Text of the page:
Liz, Adelaide, South Australia

My grandparent, who was in service, always told me that the cheapest way to buy clothes was to buy quality not fashion. They told tales of Savile Row tweeds, although expensive, would be handed down across three generations still looking crisp. A £2 tee-shirt and a £50 suit may look a bargain but they'll also look tatty out after being worn a few times. I have a Saville Row suit and a pair of handmade shoes that still look new and crisp after six years wear and are still going strong. Over those six years I have spent far less on clothes than the 'Primark Generation'.
Martin, Henley

Just heard your interview with the Make do and Mend ladies. Thought you might like to check out

- one thing about make do and mend (and the reason we steered clear of that as a name) is it implies sacrifice - we believe in the positive sense of achievement, creativity and wellbeing you get when you make or mend something yourself instead of buying from a shop and chucking stuff away.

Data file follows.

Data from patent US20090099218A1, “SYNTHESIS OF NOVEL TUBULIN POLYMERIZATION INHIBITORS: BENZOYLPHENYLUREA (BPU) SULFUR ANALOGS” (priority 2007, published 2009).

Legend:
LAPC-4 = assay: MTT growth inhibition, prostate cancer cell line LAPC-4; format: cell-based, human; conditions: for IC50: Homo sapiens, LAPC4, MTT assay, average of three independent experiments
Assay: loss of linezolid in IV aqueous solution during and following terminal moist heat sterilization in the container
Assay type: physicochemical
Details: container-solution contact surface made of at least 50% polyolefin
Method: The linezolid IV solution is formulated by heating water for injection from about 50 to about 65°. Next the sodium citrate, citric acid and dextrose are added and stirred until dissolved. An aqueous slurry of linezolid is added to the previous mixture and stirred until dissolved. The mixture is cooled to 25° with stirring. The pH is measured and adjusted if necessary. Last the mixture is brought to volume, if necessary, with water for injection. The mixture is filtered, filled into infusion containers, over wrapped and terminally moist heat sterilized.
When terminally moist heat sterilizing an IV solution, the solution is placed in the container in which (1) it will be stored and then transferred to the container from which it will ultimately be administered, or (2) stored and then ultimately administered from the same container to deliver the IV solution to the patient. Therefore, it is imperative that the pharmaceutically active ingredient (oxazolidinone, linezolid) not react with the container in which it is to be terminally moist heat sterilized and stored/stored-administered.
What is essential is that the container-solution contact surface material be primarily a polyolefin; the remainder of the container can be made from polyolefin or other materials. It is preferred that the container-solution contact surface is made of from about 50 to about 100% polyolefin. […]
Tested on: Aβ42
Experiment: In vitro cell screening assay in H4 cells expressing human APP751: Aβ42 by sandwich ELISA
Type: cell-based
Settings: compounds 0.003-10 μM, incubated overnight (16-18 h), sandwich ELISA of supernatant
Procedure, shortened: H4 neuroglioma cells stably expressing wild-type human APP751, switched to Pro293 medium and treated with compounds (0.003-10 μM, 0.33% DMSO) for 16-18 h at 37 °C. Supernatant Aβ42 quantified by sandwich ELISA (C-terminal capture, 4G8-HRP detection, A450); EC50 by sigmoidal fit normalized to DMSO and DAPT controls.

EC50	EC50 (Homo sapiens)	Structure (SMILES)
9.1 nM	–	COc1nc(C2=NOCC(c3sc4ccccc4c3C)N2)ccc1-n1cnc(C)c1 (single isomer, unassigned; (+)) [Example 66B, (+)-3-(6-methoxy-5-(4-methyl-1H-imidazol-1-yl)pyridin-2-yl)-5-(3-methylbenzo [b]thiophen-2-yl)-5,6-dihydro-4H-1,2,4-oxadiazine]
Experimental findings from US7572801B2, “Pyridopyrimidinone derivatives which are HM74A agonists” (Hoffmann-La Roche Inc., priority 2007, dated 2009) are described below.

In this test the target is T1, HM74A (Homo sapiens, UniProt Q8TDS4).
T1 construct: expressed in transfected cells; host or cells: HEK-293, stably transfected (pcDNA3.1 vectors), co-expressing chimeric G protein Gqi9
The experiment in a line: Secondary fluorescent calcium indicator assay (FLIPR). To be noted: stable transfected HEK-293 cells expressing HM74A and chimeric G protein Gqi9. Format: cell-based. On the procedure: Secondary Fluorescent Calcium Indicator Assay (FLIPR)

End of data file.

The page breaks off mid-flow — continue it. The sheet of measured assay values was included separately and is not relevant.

Clare Flynn, Chiswick, London, UK

We found an online spares store to supply us with a new bottle rack for our fridge, the old one had become cracked. My husband was about to buy a whole new fridge!
Michaela, London

Use olive oil to remove adhesive from wood. Genius.
C Walton, North Yorks

The speaker this morning was disparaging about clothes donated to charity shops, I like many people am grateful that I can find items I need and also donate to our local charity shops. My grandson was in need of a small dining table I found the perfect one in our charity shop. these provide a perfect way of recycling as also does freecycle on their website for those who have access to computers.
Anne Jones, Burgess Hill

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The modern 'make do and mend'
Friday, 28 August 2009, 08:10 GMT |  Business